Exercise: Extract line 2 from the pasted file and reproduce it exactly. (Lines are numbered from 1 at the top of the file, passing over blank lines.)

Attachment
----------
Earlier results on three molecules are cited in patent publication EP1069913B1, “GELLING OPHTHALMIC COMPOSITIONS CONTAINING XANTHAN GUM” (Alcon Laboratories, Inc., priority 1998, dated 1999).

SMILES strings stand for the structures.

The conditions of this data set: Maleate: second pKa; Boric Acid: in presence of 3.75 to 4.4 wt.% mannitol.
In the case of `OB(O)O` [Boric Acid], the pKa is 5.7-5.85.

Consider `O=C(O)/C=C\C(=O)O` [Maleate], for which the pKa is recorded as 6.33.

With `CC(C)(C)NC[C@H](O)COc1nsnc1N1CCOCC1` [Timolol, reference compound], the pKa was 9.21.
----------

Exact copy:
SMILES strings stand for the structures.